Sand covers so much of the earth’s surface that shipping it across borders—even uncontested ones—seems extreme. But sand isn’t just sand, it turns out. In the industrial world, it’s “aggregate,” a category that includes gravel, crushed stone, and various recycled materials. Natural aggregate is the world’s second most heavily exploited natural resource, after water, and for many uses the right kind is scarce or inaccessible. In 2014, the United Nations Environment Programme published a report titled “Sand, Rarer Than One Thinks,” which concluded that the mining of sand and gravel “greatly exceeds natural renewal rates” and that “the amount being mined is increasing exponentially, mainly as a result of rapid economic growth in Asia.”
Pascal Peduzzi, a Swiss scientist and the director of one of the U.N.’s environmental groups, told the BBC last May that China’s swift development had consumed more sand in the previous four years than the United States used in the past century. In India, commercially useful sand is now so scarce that markets for it are dominated by “sand mafias”—criminal enterprises that sell material taken illegally from rivers and other sources, sometimes killing to safeguard their deposits. In the United States, the fastest-growing uses include the fortification of shorelines eroded by rising sea levels and more and more powerful ocean storms—efforts that, like many attempts to address environmental challenges, create environmental challenges of their own.
Geologists define sand not by composition but by size, as grains between 0.0625 and two millimetres across. Just below sand on the size scale is silt; just above it is gravel. Most sand consists chiefly of quartz, the commonest form of silica, but there are other kinds. Sand on ocean beaches usually includes a high proportion of shell pieces and, increasingly, bits of decomposing plastic trash; Hawaii’s famous black sand is weathered fragments of volcanic glass; the sand in the dunes at White Sands National Monument, in New Mexico, is mainly gypsum. Sand is almost always formed through the gradual disintegration of bigger rocks, by the action of ice, water, wind, and time, but, as the geologist Michael Welland writes, in his book “Sand: The Never-Ending Story,” many of those bigger rocks were themselves formed from accumulations of the eroded bits of other rocks, and “perhaps half of all sand grains have been through six cycles in the mill, liberated, buried, exposed, and liberated again.”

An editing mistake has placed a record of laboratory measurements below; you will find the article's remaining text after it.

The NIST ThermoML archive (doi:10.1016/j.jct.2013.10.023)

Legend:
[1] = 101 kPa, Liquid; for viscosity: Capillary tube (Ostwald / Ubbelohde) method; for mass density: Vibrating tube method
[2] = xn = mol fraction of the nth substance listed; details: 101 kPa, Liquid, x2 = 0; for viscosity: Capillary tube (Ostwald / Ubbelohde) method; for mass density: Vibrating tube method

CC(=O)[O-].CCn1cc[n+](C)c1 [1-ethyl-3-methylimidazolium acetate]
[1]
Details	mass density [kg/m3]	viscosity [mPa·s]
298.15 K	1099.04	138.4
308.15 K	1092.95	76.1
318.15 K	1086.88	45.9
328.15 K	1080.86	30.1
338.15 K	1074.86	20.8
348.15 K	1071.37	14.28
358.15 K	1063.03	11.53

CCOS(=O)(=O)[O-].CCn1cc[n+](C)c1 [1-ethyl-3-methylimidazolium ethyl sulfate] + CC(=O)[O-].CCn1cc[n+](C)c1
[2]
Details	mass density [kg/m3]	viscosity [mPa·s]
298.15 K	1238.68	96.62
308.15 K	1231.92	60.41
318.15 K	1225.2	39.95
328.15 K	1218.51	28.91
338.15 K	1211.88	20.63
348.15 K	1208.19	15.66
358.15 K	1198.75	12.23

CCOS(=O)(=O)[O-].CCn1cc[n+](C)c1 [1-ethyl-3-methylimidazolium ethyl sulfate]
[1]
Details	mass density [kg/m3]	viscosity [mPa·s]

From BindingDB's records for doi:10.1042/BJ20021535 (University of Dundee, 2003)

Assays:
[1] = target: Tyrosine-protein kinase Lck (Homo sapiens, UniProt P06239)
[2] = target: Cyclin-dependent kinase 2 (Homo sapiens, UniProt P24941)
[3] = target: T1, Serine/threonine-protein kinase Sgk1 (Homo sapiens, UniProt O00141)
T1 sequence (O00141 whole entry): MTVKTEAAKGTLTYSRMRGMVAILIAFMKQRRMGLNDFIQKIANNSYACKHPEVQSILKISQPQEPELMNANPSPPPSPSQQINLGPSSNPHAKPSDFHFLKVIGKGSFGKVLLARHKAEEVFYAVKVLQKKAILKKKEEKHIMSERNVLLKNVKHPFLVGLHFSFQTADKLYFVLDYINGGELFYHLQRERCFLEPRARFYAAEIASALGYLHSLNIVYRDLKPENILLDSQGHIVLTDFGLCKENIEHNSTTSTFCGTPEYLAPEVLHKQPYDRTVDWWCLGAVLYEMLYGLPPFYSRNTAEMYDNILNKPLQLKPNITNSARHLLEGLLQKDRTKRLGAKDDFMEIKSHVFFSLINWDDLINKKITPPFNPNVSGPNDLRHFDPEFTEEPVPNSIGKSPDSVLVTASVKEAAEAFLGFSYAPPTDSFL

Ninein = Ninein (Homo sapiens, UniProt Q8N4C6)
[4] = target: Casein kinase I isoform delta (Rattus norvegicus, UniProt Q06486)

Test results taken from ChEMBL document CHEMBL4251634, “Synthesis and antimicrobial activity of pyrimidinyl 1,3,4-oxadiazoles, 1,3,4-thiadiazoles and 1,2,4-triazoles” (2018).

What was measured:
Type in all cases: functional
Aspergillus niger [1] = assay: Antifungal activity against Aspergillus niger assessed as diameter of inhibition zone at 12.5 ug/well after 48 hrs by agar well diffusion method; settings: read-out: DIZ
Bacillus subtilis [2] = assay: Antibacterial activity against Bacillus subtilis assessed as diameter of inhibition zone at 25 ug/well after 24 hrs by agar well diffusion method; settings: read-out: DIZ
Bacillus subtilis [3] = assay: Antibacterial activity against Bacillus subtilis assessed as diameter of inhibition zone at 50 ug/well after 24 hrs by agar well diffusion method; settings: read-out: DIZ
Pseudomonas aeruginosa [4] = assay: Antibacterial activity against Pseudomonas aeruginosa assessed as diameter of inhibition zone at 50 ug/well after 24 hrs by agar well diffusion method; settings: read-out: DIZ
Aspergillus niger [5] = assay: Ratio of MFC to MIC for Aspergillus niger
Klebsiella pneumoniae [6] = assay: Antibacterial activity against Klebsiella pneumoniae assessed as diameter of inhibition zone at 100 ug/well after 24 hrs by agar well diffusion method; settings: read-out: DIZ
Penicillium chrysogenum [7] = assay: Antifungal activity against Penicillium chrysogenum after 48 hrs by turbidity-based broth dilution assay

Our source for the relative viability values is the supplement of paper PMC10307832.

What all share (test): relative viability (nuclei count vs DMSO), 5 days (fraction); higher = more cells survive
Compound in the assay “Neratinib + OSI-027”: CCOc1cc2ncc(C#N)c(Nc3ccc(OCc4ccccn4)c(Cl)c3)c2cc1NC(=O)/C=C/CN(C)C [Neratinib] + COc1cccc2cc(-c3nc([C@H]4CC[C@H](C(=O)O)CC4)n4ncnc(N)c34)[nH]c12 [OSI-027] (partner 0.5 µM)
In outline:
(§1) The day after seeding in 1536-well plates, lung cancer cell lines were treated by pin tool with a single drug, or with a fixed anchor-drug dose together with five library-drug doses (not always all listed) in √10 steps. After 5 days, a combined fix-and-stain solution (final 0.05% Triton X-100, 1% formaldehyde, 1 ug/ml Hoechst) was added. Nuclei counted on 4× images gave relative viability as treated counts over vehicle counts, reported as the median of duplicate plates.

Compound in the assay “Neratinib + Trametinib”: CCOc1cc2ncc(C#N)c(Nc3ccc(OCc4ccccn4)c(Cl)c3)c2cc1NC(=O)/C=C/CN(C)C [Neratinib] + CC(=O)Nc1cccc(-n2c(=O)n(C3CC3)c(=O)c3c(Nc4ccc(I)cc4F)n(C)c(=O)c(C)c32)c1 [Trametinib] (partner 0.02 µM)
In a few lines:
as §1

Sand is also classified by shape, in configurations that range from oblong and sharply angular to nearly spherical and smooth. Desert sand is almost always highly rounded, because strong winds knock the grains together so forcefully that protrusions and sharp edges break off. River sand is more angular. William H. Langer, a research geologist who retired from the U.S. Geological Survey a few years ago and now works as a private consultant, told me, “In a stream, there’s a tiny film of water around each grain, so when the grains bang together there’s enough energy to break them apart but not enough to let them rub against each other.” The shape of sand deposited by glaciers and ice sheets depends partly on how far the sand was moved and what it was moved over. Most of the sand in the Hutcheson quarry is “sub-angular”: the grains have fractured faces, but the sharp edges have been partly abraded away. Sand that’s very slightly more smooth-edged is “sub-rounded.”
Aggregate is the main constituent of concrete (eighty per cent) and asphalt (ninety-four per cent), and it’s also the primary base material that concrete and asphalt are placed on during the building of roads, buildings, parking lots, runways, and many other structures. A report published in 2004 by the American Geological Institute said that a typical American house requires more than a hundred tons of sand, gravel, and crushed stone for the foundation, basement, garage, and driveway, and more than two hundred tons if you include its share of the street that runs in front of it. A mile-long section of a single lane of an American interstate highway requires thirty-eight thousand tons. The most dramatic global increase in aggregate consumption is occurring in parts of the world where people who build roads are trying to keep pace with people who buy cars. Chinese officials have said that by 2030 they hope to have completed a hundred and sixty-five thousand miles of roads—a national network nearly three and a half times as long as the American interstate system.